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SECCA Brings Art by Local Artists to Smith Farm Elementary

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Art 62By Kim Underwood

Winston-Salem/Forsyth County Schools

OCTOBER 1, 2021 – At Smith Farm Elementary, three pieces of original art by local artists came to visit art teacher Kristina Stevenson’s classroom on the morning of Friday Oct. 1.

When fourth-grader Logan Sexton came into the room and saw the art, he clapped.

Asked later why he had clapped, Logan said, “Because the paintings were so cool.”

Other students were also taken with the art.

“They are all so good,” said fourth-grader Landon Tilley.

Landon particularly enjoyed an abstract piece with vivid colors that put him in mind of rainbows.

“I like looking at rainbows sometimes,” Landon said.

The original art coming into Stevenson’s classroom grew out of a connection that she made last spring with the Southeastern Center for Contemporary Art (SECCA).

Art 53In an online meeting that Alex Brown, the Director of Programs and Audience Engagement at SECCA, held with art teachers throughout Winston-Salem/Forsyth County Schools, he told art teachers that SECCA was launching a new program that would bring original art by local arts into the schools.

As soon as the meeting was over, Stevenson sent him an email letting him know that she was in.

Not all students in the community have had the experience of going to a gallery to see original art, she said, and she thought this would be a wonderful opportunity for them to see original art.

She also hoped that the experience of seeing other local people who had become professional artists might spark something in the students.

“I hope the students make a connection with the idea ‘That could be me,’” Stevenson said.

“I am a huge advocate for the arts.”

In addition to working as an art teacher, Stevenson’s experiences with the arts include working for Piedmont Opera and the N.C. Shakespeare Festival, and her husband works at the University of North School of the Arts.

Art 76As Stevenson was setting up the classroom before Brown arrived, Principal Brooke Preslar dropped by. Preslar, too, thought the visit was a great opportunity for students to connect with work by local artists and to see the art up close.

“I think it’s going to be great,” Preslar said.

The morning was organized that small groups of students would come in, making it possible for them to see the art close up. The day started with fourth-grade classes coming in to spend time with Brown and the art. By the end of the day, students in every grade would have worked with Brown.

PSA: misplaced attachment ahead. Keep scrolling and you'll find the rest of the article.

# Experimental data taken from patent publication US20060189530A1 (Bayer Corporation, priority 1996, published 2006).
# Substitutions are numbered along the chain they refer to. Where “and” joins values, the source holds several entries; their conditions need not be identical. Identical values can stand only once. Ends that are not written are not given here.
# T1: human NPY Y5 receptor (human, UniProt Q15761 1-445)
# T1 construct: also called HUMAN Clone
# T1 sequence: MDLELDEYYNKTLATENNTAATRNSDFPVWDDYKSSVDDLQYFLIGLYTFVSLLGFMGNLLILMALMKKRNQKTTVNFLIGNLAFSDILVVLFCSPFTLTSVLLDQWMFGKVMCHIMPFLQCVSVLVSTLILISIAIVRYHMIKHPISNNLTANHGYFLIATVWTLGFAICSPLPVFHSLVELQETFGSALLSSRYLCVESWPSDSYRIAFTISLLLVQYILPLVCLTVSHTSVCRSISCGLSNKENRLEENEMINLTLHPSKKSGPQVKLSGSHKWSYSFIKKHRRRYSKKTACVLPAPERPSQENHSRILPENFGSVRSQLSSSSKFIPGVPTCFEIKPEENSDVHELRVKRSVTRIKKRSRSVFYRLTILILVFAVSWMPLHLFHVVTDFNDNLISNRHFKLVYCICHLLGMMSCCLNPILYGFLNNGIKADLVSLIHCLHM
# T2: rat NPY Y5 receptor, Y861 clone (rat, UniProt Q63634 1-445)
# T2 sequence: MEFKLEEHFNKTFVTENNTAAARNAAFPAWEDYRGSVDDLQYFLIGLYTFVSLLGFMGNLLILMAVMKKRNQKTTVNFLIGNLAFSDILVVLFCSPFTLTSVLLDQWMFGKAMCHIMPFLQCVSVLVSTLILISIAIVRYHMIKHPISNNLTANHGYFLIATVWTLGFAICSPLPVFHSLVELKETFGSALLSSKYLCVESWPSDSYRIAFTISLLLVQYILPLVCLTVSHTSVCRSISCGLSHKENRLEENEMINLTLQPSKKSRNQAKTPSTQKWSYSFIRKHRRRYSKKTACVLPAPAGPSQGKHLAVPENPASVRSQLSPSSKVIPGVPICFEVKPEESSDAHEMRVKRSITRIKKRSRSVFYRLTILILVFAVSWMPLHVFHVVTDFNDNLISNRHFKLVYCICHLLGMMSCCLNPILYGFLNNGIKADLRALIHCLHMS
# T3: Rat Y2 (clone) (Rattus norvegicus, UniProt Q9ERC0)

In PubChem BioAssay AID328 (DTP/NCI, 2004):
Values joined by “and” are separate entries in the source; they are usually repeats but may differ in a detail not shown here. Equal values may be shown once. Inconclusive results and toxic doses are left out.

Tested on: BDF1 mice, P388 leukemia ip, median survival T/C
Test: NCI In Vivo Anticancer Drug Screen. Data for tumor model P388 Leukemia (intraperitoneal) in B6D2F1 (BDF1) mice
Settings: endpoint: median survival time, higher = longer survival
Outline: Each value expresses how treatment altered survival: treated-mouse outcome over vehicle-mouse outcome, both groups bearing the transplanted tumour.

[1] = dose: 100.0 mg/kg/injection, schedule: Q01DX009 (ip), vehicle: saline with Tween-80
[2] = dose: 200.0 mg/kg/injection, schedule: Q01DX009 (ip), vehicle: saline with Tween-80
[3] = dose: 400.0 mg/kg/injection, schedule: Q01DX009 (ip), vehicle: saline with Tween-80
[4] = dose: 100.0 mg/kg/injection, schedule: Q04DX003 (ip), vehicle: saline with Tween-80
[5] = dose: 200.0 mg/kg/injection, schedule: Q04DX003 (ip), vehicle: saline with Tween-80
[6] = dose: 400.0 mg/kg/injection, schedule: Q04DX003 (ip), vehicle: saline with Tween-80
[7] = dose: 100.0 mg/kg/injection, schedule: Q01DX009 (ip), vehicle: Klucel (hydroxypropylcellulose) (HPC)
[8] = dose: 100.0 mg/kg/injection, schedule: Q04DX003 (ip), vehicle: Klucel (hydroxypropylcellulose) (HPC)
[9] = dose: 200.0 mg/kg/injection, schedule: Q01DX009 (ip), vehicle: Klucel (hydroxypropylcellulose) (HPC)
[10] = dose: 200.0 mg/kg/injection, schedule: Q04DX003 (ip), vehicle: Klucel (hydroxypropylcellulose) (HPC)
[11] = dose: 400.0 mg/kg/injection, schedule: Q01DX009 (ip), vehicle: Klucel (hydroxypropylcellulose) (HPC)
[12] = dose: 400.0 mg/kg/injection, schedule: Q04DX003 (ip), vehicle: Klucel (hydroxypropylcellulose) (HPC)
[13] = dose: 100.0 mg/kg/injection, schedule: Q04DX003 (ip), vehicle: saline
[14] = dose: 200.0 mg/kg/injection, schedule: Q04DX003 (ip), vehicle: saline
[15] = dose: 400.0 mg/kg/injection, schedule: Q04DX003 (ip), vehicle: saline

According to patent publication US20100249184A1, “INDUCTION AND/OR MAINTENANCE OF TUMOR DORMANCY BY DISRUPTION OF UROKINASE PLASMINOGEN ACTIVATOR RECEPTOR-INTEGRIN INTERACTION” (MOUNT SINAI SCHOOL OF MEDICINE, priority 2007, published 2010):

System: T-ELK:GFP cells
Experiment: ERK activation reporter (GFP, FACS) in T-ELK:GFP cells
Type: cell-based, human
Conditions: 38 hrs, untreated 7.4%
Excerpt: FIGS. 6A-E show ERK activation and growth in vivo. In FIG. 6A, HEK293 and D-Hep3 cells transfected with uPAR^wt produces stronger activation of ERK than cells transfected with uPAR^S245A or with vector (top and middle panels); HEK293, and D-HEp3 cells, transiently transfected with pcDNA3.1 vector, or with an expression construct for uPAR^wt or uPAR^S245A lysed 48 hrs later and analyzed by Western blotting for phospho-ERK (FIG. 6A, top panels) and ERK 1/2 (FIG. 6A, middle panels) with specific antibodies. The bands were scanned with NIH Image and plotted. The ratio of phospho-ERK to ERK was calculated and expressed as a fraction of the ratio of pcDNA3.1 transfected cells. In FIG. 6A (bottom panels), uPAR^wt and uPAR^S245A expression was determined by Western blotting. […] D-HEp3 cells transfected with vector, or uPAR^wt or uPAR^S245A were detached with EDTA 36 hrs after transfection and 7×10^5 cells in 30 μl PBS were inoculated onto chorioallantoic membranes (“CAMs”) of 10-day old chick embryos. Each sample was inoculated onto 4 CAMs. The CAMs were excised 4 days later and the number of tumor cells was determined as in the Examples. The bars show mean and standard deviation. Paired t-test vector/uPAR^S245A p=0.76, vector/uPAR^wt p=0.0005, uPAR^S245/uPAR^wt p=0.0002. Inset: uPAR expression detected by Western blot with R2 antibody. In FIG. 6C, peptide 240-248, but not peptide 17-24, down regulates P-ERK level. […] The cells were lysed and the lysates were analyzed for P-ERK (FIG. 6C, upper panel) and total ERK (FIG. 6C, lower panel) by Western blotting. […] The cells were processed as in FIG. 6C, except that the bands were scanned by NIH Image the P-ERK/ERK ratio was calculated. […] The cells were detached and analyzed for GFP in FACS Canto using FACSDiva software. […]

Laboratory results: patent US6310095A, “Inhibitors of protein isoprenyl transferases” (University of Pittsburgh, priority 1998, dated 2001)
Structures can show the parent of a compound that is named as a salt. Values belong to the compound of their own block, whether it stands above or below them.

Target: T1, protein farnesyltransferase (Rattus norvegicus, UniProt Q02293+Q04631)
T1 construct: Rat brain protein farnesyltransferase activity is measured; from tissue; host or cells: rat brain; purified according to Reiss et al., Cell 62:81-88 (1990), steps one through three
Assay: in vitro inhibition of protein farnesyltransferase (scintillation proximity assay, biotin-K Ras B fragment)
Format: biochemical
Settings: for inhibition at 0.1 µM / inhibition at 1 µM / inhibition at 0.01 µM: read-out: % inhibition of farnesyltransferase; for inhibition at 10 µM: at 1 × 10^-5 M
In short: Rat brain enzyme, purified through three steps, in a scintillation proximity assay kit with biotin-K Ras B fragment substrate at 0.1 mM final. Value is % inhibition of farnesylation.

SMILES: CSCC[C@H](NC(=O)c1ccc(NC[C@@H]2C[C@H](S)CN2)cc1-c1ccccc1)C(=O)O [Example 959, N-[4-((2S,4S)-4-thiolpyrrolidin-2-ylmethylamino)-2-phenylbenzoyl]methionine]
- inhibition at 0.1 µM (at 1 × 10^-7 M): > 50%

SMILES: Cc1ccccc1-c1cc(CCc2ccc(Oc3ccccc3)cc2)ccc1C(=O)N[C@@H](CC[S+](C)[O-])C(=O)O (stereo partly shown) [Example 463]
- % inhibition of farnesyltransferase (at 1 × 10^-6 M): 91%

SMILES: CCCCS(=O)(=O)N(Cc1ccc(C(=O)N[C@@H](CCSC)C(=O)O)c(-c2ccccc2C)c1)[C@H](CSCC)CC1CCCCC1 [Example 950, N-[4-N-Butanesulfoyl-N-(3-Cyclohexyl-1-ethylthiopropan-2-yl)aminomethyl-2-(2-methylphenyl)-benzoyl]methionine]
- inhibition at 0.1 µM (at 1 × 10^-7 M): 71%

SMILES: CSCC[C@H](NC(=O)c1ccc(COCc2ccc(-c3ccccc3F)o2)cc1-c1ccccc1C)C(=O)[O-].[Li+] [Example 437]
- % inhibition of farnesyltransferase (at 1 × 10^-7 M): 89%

For the visit to Smith Farm, Brown chose work by local artists Kevin Calhoun, Ellen Heck and Owens Daniels. The mix gave students an experience of art by both sexes and art by people of different backgrounds.

Calhoun and Heck both work with oils. Daniels is a photographer. For this piece of art, he had turned a photograph he had made at a Black Lives Matter rally into an image on canvas that looked like a painting.

That picture was fourth-grader Zakiya Clark’s favorite.

Art 89“I like the Black Lives Matter signs,” Zakiya said. “I like all the people and how be blended the colors like it was a painting.”

Fourth-grade Connor Rupard especially liked Calhoun’s colorful abstract.

“The reason I like that is because it has a lot of colors,” Connor said.

Connor already thinks of himself as an artist. In his hand, he had a piece of aluminum foil that he was turning into a tiny sculpture.

Many of the fourth graders both like art and making arts. Many hands in different groups went up when students were asked to raise their hands if they like to create art. 

With each group of students, Brown would talk a bit about each of the artists and how the artists make their art. Brown also pointed out such details as the artist’s signature on each piece.

The topic that generated the biggest reaction from every group was talking about how long it would take the oil paint that Calhoun and Hack use to completely dry. When he would ask students how long they thought it would take oil paint to dry, student guesses included “a couple of hours,” “two days,” and “a week.”

Art 81It turned out that none of the guesses were even in the neighborhood of the actual amount of time. Students were amazed when Brown told them that, depending on how thick the paint that the artist applied was, a painting made on Oct. 1 of this year might not be dry until August or October of 2022.

“It takes almost an entire year for that paint to dry,” Brqwn said.

“That’s really long,” Logan said.

Later, Stevenson sent along some quotes from other students.

Jocelyn Adams, 4th grade. When Alex asked "Which of these pieces of art would you hang in your room? And why?" she pointed at Owens Daniels' piece and said:  "Because it happened. It's important. And it's real."

When asked the same question, 3rd grader Harmoni Haskins pointed at Kevin Calhoun's piece and said: "I've never seen anything like it before."

“I think that's the takeaway for me today,” Stevenson said. 

“The students at Smith Farm Elementary were able to see relevant, contemporary, local artwork up close and personally today. They were exposed to works that hang in galleries and museums right here in their Art classroom.”

“Their reactions and connections were personal and honest.  I can only hope that this is the first step in growing our students as artists, art patrons, and grownups who appreciate and advocate for Arts in schools and their communities.”

Smith Farm is the first school that Brown has visited as part of the new program. He looks forward to working with other WS/FC schools in the coming months, he said. At the moment, the program has six participating artists. The plan is to invite other local artists to submit applications to join the program after the first of the year, he said.


Kim Underwood
336.727.2696 Ext. 70114